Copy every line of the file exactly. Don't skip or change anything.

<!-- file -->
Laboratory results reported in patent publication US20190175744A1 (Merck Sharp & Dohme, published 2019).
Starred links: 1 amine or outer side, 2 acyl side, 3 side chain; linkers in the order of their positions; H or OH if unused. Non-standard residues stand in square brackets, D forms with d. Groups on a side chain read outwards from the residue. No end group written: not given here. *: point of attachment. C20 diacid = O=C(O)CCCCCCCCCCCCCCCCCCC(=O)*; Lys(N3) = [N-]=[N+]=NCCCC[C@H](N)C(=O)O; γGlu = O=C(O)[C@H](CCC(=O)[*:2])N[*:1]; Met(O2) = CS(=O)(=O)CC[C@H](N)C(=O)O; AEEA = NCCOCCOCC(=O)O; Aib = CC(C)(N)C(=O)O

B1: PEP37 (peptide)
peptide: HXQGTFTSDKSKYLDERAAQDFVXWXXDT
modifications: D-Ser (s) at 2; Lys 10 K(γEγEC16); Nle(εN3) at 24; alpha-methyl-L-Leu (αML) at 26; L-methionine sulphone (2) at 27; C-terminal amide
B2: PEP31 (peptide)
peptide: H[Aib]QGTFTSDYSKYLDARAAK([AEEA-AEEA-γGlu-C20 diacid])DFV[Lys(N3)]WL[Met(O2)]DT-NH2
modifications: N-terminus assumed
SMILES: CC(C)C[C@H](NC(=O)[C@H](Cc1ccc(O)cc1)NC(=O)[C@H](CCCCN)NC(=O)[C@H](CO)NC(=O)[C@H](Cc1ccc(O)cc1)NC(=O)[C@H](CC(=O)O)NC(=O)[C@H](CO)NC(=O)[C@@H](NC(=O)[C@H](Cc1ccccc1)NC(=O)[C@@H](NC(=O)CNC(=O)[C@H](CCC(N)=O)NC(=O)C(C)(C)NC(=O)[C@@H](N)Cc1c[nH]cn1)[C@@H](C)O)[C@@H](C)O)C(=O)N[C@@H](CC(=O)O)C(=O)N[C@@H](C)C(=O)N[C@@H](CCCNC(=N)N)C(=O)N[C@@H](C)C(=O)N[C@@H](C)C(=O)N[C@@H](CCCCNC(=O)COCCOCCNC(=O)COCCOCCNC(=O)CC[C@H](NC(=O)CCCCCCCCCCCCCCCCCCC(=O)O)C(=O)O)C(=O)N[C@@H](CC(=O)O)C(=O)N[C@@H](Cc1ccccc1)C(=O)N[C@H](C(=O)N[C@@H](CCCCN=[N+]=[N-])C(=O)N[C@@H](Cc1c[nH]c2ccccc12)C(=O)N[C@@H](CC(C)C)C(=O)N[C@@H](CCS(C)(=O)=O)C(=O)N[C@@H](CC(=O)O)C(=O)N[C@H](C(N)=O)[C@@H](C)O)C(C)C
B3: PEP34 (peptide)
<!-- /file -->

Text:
Laboratory results reported in patent publication US20190175744A1 (Merck Sharp & Dohme, published 2019).
Starred links: 1 amine or outer side, 2 acyl side, 3 side chain; linkers in the order of their positions; H or OH if unused. Non-standard residues stand in square brackets, D forms with d. Groups on a side chain read outwards from the residue. No end group written: not given here. *: point of attachment. C20 diacid = O=C(O)CCCCCCCCCCCCCCCCCCC(=O)*; Lys(N3) = [N-]=[N+]=NCCCC[C@H](N)C(=O)O; γGlu = O=C(O)[C@H](CCC(=O)[*:2])N[*:1]; Met(O2) = CS(=O)(=O)CC[C@H](N)C(=O)O; AEEA = NCCOCCOCC(=O)O; Aib = CC(C)(N)C(=O)O

B1: PEP37 (peptide)
peptide: HXQGTFTSDKSKYLDERAAQDFVXWXXDT
modifications: D-Ser (s) at 2; Lys 10 K(γEγEC16); Nle(εN3) at 24; alpha-methyl-L-Leu (αML) at 26; L-methionine sulphone (2) at 27; C-terminal amide
B2: PEP31 (peptide)
peptide: H[Aib]QGTFTSDYSKYLDARAAK([AEEA-AEEA-γGlu-C20 diacid])DFV[Lys(N3)]WL[Met(O2)]DT-NH2
modifications: N-terminus assumed
SMILES: CC(C)C[C@H](NC(=O)[C@H](Cc1ccc(O)cc1)NC(=O)[C@H](CCCCN)NC(=O)[C@H](CO)NC(=O)[C@H](Cc1ccc(O)cc1)NC(=O)[C@H](CC(=O)O)NC(=O)[C@H](CO)NC(=O)[C@@H](NC(=O)[C@H](Cc1ccccc1)NC(=O)[C@@H](NC(=O)CNC(=O)[C@H](CCC(N)=O)NC(=O)C(C)(C)NC(=O)[C@@H](N)Cc1c[nH]cn1)[C@@H](C)O)[C@@H](C)O)C(=O)N[C@@H](CC(=O)O)C(=O)N[C@@H](C)C(=O)N[C@@H](CCCNC(=N)N)C(=O)N[C@@H](C)C(=O)N[C@@H](C)C(=O)N[C@@H](CCCCNC(=O)COCCOCCNC(=O)COCCOCCNC(=O)CC[C@H](NC(=O)CCCCCCCCCCCCCCCCCCC(=O)O)C(=O)O)C(=O)N[C@@H](CC(=O)O)C(=O)N[C@@H](Cc1ccccc1)C(=O)N[C@H](C(=O)N[C@@H](CCCCN=[N+]=[N-])C(=O)N[C@@H](Cc1c[nH]c2ccccc12)C(=O)N[C@@H](CC(C)C)C(=O)N[C@@H](CCS(C)(=O)=O)C(=O)N[C@@H](CC(=O)O)C(=O)N[C@H](C(N)=O)[C@@H](C)O)C(C)C
B3: PEP34 (peptide)